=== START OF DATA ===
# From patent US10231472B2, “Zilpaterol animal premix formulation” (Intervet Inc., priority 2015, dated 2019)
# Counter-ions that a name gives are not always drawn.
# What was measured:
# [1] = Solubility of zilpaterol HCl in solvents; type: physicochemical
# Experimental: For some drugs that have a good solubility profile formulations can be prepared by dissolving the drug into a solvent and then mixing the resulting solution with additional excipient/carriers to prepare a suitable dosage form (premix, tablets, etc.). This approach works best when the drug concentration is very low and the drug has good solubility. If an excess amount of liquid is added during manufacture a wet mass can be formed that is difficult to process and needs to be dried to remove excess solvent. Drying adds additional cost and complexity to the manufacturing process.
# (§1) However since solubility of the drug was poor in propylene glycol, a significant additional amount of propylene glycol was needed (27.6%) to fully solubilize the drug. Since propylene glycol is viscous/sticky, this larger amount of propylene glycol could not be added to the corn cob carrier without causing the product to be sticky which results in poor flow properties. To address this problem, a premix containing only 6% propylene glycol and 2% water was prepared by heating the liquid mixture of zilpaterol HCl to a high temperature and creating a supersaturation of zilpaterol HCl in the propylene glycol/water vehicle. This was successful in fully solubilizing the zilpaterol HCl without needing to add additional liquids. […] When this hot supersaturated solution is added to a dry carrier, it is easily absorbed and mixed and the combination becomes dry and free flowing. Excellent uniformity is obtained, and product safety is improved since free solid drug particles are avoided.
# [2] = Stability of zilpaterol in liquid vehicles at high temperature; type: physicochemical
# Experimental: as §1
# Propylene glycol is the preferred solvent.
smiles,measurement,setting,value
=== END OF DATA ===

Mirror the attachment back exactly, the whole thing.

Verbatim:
# From patent US10231472B2, “Zilpaterol animal premix formulation” (Intervet Inc., priority 2015, dated 2019)
# Counter-ions that a name gives are not always drawn.
# What was measured:
# [1] = Solubility of zilpaterol HCl in solvents; type: physicochemical
# Experimental: For some drugs that have a good solubility profile formulations can be prepared by dissolving the drug into a solvent and then mixing the resulting solution with additional excipient/carriers to prepare a suitable dosage form (premix, tablets, etc.). This approach works best when the drug concentration is very low and the drug has good solubility. If an excess amount of liquid is added during manufacture a wet mass can be formed that is difficult to process and needs to be dried to remove excess solvent. Drying adds additional cost and complexity to the manufacturing process.
# (§1) However since solubility of the drug was poor in propylene glycol, a significant additional amount of propylene glycol was needed (27.6%) to fully solubilize the drug. Since propylene glycol is viscous/sticky, this larger amount of propylene glycol could not be added to the corn cob carrier without causing the product to be sticky which results in poor flow properties. To address this problem, a premix containing only 6% propylene glycol and 2% water was prepared by heating the liquid mixture of zilpaterol HCl to a high temperature and creating a supersaturation of zilpaterol HCl in the propylene glycol/water vehicle. This was successful in fully solubilizing the zilpaterol HCl without needing to add additional liquids. […] When this hot supersaturated solution is added to a dry carrier, it is easily absorbed and mixed and the combination becomes dry and free flowing. Excellent uniformity is obtained, and product safety is improved since free solid drug particles are avoided.
# [2] = Stability of zilpaterol in liquid vehicles at high temperature; type: physicochemical
# Experimental: as §1
# Propylene glycol is the preferred solvent.
smiles,measurement,setting,value